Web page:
The ability to infer emotional states and their wider consequences requires the establishment of relationships between the emotional display and subsequent actions. These abilities, together with the use of emotional information from others in social decision making, are cognitively demanding and require inferential skills that extend beyond the immediate perception of the current behaviour of another individual. They may include predictions of the significance of the emotional states being expressed. These abilities were previously believed to be exclusive to primates. In this study, we presented adult domestic dogs with a social interaction between two unfamiliar people, which could be positive, negative or neutral. After passively witnessing the actors engaging silently with each other and with the environment, dogs were given the opportunity to approach a food resource that varied in accessibility. We found that the available emotional information was more relevant than the motivation of the actors (i.e. giving something or receiving something) in predicting the dogs’ responses. Thus, dogs were able to access implicit information from the actors’ emotional states and appropriately use the affective information to make context-dependent decisions. The findings demonstrate that a non-human animal can actively acquire information from emotional expressions, infer some form of emotional state and use this functionally to make decisions.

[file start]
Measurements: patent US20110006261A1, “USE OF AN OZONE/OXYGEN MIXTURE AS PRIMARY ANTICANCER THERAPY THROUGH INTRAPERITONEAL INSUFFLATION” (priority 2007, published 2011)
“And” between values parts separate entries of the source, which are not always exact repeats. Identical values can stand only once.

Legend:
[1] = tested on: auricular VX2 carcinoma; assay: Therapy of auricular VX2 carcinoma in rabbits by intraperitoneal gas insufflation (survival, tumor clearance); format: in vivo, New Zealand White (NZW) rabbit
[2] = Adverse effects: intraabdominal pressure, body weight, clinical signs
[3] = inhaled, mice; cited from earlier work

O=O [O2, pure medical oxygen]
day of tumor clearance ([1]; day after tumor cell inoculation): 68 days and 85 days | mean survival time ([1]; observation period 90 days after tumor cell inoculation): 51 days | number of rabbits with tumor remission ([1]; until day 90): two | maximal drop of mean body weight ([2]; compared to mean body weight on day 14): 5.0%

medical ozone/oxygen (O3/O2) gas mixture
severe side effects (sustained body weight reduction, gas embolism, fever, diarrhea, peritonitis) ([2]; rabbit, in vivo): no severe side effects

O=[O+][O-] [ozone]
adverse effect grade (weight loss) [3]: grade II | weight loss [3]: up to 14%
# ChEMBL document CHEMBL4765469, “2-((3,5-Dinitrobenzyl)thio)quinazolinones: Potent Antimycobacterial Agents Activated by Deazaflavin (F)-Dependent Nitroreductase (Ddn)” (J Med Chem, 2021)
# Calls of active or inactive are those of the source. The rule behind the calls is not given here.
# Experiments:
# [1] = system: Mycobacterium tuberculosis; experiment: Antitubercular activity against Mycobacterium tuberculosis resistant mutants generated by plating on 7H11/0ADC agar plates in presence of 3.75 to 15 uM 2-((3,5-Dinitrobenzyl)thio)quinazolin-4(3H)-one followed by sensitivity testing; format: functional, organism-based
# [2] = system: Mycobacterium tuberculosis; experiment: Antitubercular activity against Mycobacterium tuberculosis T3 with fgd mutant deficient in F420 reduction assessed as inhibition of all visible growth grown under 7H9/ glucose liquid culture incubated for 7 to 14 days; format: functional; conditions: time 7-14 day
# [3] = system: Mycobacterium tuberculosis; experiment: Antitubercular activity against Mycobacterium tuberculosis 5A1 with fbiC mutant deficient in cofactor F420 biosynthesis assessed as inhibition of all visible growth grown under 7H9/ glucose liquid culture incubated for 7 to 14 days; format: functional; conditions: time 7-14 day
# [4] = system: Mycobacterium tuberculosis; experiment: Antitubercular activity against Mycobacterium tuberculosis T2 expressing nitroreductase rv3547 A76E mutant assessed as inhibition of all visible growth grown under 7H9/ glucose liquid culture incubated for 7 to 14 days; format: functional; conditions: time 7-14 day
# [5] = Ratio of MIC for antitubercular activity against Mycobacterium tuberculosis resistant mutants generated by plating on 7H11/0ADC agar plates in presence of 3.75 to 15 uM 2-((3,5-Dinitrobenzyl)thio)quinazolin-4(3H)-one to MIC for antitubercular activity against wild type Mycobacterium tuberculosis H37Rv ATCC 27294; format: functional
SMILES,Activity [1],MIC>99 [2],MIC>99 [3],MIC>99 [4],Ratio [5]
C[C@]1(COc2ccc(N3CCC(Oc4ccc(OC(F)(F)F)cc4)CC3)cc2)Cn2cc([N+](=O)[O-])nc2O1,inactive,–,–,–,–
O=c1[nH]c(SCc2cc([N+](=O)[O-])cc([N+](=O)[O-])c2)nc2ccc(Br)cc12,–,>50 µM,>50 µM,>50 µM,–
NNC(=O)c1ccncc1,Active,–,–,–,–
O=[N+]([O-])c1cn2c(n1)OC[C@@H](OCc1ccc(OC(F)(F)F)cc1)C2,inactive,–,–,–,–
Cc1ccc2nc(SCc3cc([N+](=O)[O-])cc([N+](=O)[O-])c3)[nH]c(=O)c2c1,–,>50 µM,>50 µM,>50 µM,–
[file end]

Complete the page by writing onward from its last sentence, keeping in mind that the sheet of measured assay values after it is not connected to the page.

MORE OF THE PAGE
University of Lincoln, College of Social Science

Natalia Albuquerque, University of São Paulo, Institute of Psychology and University of Lincoln, School of Life Sciences

Daniel S. Mills, University of Lincoln, School of Life Sciences

Kun Guo, University of Lincoln, School of Psychology

Briseida Resende, University of São Paulo, Institute of Psychology